4. The vertical release still doesn't provide all the accessory controls, although at least we now have a rear command dial and AF-ON button (the F5 lacks these).
  5. Custom Settings have gone from bad to worse. I complained loudly about the F5's custom settings. Well, the D1's are worse. Sharpening and tone compensation, amongst other key items, are set via custom settings. And, unless you're shooting NEF format pictures, I suspect that you'll want to at a minimum control tone compensation (by default in JPEG and TIFF formats, the D1 does so automatically based upon the pattern it sees in the matrix metering; I've found situations where I've wanted to do something differently). Always remember to bring your custom setting cheat sheet with you. [D1h and D1x owners can rejoice: Nikon has removed the cryptic custom settings function from the button/dial interface and moved it to the color LCD, where meaningful names can actually be found for all of the settings and variations. Of course, seeing the color LCD can be a problem in some light, and now the camera has a modal menu system that requires a fair amount of button pressing to get to individual options. But I'll take that any day over the original system.]

One final comment on handling: if you're moving up from any Nikon SLR, you’ll find most of the functions familiar, just sometimes in different places or with additional options. Spend some time learning the controls before heading out to a critical shoot. This is a camera that requires careful study to master.


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Everyone wants to know good are the images the D1 produces.. The short answer is “great.” Perhaps as good as any under US$6000 camera produces (the Fuji S1, based on the Nikon N60 body, produces remarkable color, though I'm not convinced that it has as wide a dynamic range, and the outdated, consumer-oriented body is a tangible drawback); I've not used the Canon D30, but images I've seen from it are quite good, just not quite as good as those I've seen from seasoned D1 users).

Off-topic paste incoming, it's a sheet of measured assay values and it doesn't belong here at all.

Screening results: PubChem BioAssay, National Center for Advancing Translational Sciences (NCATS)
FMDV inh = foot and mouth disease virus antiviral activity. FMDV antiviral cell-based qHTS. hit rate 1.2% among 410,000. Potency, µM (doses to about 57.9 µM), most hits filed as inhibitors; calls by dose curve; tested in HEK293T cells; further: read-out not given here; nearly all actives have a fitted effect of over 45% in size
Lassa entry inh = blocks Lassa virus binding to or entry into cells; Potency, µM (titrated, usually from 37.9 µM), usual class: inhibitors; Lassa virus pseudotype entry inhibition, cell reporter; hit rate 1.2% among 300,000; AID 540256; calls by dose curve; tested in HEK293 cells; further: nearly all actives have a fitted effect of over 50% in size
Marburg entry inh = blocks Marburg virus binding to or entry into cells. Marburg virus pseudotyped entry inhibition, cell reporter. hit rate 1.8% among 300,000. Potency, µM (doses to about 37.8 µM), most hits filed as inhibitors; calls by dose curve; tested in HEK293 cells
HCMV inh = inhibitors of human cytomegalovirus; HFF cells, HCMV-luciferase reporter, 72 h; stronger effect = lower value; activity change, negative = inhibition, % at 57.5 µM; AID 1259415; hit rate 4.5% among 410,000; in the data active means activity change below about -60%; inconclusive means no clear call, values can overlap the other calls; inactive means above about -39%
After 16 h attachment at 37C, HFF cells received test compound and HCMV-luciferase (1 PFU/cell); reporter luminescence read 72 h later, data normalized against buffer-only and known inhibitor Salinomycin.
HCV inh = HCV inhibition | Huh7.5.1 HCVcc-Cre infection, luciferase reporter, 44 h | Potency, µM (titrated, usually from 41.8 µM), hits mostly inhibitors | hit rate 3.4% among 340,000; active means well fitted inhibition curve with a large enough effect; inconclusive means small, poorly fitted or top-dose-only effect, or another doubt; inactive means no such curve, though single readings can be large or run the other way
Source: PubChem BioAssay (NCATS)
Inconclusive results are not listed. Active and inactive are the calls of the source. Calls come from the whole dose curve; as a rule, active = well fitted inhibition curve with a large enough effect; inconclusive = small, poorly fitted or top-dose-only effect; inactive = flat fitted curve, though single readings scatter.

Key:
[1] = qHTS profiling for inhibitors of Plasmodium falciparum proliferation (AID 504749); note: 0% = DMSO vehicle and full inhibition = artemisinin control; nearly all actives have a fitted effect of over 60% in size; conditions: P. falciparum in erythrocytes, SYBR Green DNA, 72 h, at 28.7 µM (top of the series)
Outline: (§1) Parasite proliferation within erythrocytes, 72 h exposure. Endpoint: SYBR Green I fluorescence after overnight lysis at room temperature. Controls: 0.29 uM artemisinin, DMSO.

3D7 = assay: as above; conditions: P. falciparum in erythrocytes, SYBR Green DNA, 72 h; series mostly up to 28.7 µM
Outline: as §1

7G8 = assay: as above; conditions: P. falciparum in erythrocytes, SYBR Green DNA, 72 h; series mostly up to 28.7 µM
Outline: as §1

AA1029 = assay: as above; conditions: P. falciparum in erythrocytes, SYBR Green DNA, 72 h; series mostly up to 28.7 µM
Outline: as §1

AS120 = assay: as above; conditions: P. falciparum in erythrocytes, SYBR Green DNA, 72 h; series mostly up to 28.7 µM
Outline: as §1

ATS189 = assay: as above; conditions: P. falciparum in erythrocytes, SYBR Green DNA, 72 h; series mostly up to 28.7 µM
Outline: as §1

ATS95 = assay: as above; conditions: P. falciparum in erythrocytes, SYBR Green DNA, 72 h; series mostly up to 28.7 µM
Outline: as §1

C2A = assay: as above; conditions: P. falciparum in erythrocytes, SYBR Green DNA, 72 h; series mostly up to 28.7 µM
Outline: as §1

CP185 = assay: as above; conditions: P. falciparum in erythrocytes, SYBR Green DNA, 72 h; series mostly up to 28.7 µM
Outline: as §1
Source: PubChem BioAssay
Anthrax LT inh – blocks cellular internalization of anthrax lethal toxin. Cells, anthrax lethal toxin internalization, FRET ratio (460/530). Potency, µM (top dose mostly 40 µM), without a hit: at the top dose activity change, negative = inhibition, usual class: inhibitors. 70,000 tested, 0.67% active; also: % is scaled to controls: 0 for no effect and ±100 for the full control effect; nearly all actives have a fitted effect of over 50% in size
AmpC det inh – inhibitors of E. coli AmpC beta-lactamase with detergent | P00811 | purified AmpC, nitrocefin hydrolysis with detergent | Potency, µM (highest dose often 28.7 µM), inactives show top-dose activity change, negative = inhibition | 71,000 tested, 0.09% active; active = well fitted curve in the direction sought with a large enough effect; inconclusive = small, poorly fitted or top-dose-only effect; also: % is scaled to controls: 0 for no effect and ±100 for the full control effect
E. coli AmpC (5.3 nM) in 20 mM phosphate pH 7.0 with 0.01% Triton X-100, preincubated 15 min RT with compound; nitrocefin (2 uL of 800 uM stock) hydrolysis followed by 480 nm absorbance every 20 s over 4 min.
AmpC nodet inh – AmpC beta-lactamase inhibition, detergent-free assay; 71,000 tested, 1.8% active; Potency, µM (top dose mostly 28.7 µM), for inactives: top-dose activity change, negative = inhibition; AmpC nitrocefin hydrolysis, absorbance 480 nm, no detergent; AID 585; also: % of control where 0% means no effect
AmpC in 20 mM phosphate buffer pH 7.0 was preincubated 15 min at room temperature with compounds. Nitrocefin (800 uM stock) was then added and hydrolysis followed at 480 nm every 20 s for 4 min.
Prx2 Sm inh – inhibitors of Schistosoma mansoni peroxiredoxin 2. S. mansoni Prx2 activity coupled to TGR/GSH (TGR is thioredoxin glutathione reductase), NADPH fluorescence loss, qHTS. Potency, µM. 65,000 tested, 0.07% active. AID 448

As already noted, the D1 produces 12-bit images in its raw NEF format. [This wasn't fixed in the D1h and D1x.] Frankly, after trying all the different formats, I won't work in anything except NEF in the future, the difference is that dramatic.

Early users of the D1 often complained about several specific problems in their D1 images: magenta color cast, a band-like pattern of noise at higher ISO values, and sometimes excessive red channel noise (which shows up as slightly mottled skies). With a correctly profiled monitor and NEF files rendered by Bibble, I haven't seen the magenta problem others have noted. I have seen it in a few JPEG images, but it is easily correctable, and I suspect that better attention to white balance might have produced less drift. The banding noise doesn't appear in the recent D1 I've used, and owners who've complained about it to Nikon and had their D1 serviced seemed to have oscillators replaced in the camera, which mostly fixes the problem (at high ISO values, there is still a faint pattern to the noise). Software products have appeared to take care of the problem, but, at this stage, I'd have my camera serviced if I found this problem in my D1.

You probably wonder about what size picture you can produce with the D1's "limited" resolution. I've seen 11x14" prints from a D1 that are indistinguishable (to me) from film. In fact, the color gradations and shadow detail made it seem as if the image had been produced from a high-quality drum scanner. But there are a few gotchas you need to watch out for, and I'd suggest that you learn Photoshop very, very well if you want to produce similar results:

  1. You'll need to adjust your exposure habits a bit. It's important to pay closer attention to highlight detail than it is to shadow detail in your exposures. Judicious use of graduated filters, polarizers, and fill flash can generate images with both highlight and shadow detail, something that is tough to do with slide film.
  2. Attention to depth of field, focus, and shutter speed use must be paid. Out of focus all-digital pixels just render differently than film grain, and Unsharp Mask and Gausian Blur tweaking never seems to achieve quite the same results I get even from digitally scanned film. Flat-plane subjects rendered in sharp focus are great on the D1. Highly detailed landscapes that require huge front to back depth of field are difficult to achieve well on a D1. And I've seen just enough blurred motion in moderate shutter speeds (1/30 to 1/125) that I'm now avoiding them (could this be something to do with the way the CCD pulls rows of pixels off the chip? It appears with other digital cameras, too).
  3. Subtle adjustment of Photoshop Curves produces superb shadow detail, though there's a balance that you need to get right between contrast and the curve settings.


  • Custom Settings. Either learn to ignore ‘em or bring a cheat sheet. There is no in between. [Not applicable to D1X and D1H.]
  • Battery Life. With a Microdrive in the camera and reviewing every photo's histogram, I usually run out of battery before I do storage space. And the D1's batteries are unique, so it's not like I can swap my 35mm camera batteries in a pinch. And while the Nimh batteries have reasonable shelf life and fast recharging characteristics, they simply don't do as well in the cold as lithium batteries. The D1 is not a friendly camera at or below freezing.